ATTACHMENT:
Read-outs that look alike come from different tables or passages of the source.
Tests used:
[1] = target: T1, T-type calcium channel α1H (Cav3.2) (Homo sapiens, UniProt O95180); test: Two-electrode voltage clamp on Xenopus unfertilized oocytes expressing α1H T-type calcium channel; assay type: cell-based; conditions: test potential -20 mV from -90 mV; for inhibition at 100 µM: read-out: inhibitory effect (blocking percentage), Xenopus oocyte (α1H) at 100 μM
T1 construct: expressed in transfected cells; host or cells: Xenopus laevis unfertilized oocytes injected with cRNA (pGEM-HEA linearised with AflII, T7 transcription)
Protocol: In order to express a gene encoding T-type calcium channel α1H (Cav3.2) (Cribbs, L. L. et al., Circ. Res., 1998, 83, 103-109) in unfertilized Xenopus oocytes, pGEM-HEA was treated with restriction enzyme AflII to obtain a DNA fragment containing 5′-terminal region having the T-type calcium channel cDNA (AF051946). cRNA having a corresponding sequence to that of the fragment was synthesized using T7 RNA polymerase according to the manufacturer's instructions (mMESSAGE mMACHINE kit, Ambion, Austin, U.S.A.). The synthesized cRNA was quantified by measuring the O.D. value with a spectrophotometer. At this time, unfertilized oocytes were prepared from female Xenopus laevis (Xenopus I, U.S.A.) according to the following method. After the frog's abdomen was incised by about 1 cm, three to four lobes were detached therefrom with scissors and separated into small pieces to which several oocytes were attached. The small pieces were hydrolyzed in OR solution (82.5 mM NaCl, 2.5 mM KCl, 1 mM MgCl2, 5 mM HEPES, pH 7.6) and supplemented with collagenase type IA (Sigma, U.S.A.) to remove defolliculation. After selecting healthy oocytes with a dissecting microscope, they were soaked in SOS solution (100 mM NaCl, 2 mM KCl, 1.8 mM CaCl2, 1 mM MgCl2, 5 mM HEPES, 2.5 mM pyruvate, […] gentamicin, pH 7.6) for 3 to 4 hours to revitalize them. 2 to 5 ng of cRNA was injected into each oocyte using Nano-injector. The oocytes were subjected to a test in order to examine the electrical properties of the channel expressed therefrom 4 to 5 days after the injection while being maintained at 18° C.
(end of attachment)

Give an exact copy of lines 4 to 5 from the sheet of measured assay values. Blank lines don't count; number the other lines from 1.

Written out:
T1 construct: expressed in transfected cells; host or cells: Xenopus laevis unfertilized oocytes injected with cRNA (pGEM-HEA linearised with AflII, T7 transcription)
Protocol: In order to express a gene encoding T-type calcium channel α1H (Cav3.2) (Cribbs, L. L. et al., Circ. Res., 1998, 83, 103-109) in unfertilized Xenopus oocytes, pGEM-HEA was treated with restriction enzyme AflII to obtain a DNA fragment containing 5′-terminal region having the T-type calcium channel cDNA (AF051946). cRNA having a corresponding sequence to that of the fragment was synthesized using T7 RNA polymerase according to the manufacturer's instructions (mMESSAGE mMACHINE kit, Ambion, Austin, U.S.A.). The synthesized cRNA was quantified by measuring the O.D. value with a spectrophotometer. At this time, unfertilized oocytes were prepared from female Xenopus laevis (Xenopus I, U.S.A.) according to the following method. After the frog's abdomen was incised by about 1 cm, three to four lobes were detached therefrom with scissors and separated into small pieces to which several oocytes were attached. The small pieces were hydrolyzed in OR solution (82.5 mM NaCl, 2.5 mM KCl, 1 mM MgCl2, 5 mM HEPES, pH 7.6) and supplemented with collagenase type IA (Sigma, U.S.A.) to remove defolliculation. After selecting healthy oocytes with a dissecting microscope, they were soaked in SOS solution (100 mM NaCl, 2 mM KCl, 1.8 mM CaCl2, 1 mM MgCl2, 5 mM HEPES, 2.5 mM pyruvate, […] gentamicin, pH 7.6) for 3 to 4 hours to revitalize them. 2 to 5 ng of cRNA was injected into each oocyte using Nano-injector. The oocytes were subjected to a test in order to examine the electrical properties of the channel expressed therefrom 4 to 5 days after the injection while being maintained at 18° C.